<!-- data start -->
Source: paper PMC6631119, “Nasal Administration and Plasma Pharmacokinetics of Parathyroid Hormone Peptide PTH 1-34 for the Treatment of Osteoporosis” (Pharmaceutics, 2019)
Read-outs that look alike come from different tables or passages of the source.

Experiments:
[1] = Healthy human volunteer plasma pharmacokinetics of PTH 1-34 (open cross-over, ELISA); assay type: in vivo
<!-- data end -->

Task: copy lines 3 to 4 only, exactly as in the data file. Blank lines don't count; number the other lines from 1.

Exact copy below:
Experiments:
[1] = Healthy human volunteer plasma pharmacokinetics of PTH 1-34 (open cross-over, ELISA); assay type: in vivo